After the resignation of Volodymyr Groysman, on 14 April 2016 he was elected as Chairman of the Verkhovna Rada (the Ukrainian equivalent of legislative speaker of parliament).
On February 15, 2019, Parubiy signed a decree on the establishment of the parliamentary reform Office. The VR Chairman noted that it is planned to involve 15 employees in the work in the Office in accordance with the directions of parliamentary work
In the July 2019 Ukrainian parliamentary election Parubiy was placed second on the party list of European Solidarity. The party won 23 seats (on the nationwide party list and 2 constituency seats) and thus Parubiy was re-elected to parliament. On 29 August 2019 he was succeeded as Chairman of the Verkhovna Rada by Dmytro Razumkov.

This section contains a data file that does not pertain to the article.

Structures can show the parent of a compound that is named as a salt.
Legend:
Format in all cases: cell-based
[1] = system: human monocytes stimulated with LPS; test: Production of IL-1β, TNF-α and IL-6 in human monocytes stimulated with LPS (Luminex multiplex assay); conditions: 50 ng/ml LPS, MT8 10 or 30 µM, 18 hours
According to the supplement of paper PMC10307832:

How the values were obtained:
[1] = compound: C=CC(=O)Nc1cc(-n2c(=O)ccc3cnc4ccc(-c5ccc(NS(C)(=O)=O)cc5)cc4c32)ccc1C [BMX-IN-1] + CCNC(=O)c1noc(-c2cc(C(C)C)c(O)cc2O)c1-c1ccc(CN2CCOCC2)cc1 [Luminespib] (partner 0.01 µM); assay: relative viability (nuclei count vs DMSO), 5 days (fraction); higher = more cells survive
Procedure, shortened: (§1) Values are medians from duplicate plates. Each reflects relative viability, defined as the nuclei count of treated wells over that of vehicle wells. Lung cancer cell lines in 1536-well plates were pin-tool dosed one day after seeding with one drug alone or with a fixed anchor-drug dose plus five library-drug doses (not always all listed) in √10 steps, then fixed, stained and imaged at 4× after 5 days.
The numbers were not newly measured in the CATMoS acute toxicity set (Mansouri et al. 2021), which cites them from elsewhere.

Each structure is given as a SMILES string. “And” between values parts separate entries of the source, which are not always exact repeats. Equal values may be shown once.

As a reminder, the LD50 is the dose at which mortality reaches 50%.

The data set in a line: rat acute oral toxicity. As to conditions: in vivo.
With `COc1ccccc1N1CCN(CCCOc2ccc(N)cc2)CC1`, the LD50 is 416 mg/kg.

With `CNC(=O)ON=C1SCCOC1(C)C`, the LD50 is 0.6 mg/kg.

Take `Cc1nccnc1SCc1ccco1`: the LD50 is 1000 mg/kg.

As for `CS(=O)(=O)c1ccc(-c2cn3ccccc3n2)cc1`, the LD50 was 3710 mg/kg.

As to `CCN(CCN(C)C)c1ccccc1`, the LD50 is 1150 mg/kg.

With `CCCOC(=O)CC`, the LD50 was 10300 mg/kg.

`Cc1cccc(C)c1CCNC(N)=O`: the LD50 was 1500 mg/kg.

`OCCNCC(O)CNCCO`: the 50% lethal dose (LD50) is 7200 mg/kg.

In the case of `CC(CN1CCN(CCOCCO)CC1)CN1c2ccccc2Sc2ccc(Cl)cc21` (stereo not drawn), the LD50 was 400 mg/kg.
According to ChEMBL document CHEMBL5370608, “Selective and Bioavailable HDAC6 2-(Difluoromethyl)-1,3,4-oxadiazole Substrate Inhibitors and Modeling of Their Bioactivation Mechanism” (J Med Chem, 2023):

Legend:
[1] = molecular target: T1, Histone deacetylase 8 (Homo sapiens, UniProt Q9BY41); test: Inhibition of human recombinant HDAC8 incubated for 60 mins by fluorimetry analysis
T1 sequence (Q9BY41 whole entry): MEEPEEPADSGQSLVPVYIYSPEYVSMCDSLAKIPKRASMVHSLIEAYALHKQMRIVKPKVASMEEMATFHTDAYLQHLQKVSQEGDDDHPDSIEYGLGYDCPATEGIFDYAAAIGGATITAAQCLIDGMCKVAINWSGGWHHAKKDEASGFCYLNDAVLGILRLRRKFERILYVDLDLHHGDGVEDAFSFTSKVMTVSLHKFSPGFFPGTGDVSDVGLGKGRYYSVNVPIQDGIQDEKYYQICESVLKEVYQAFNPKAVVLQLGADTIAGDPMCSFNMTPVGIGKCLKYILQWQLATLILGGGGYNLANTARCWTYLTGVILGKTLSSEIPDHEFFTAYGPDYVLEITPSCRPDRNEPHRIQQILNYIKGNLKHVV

Despite having left the far-right in 2004, Parubiy has frequently been the target of disinformation and fake news by pro-Russian media, who routinely refer to him as a "Nazi", especially after the Revolution of Dignity. For example, after the Constitutional Court of Ukraine declared the Law on National Referendums unconstitutional, Parubiy cautioned against the use of referendums to manipulate the population, pointing out that Adolf Hitler also used referendums in Nazi Germany to accomplish his goals; Russian media (such as RIA Novosti, RT, Zvezda, NTV, Sputnik and others), Ukrainian pro-Russian media (112 Ukraine, NewsOne, Strana.ua, KP and others) and Ukrainian pro-Russian politicians (such as Vadim Rabinovich and Viktor Medvedchuk) distorted Parubyi's phrase, stating that Parubiy had openly praised Hitler. The fake news was also repeated in pro-Russian Western newspapers, such as the Morning Star. It was eventually debunked by the Kharkiv Human Rights Protection Group and media watchdog Detector Media.
Ecumenical Patriarchate: cross of St. Andrew the First-Called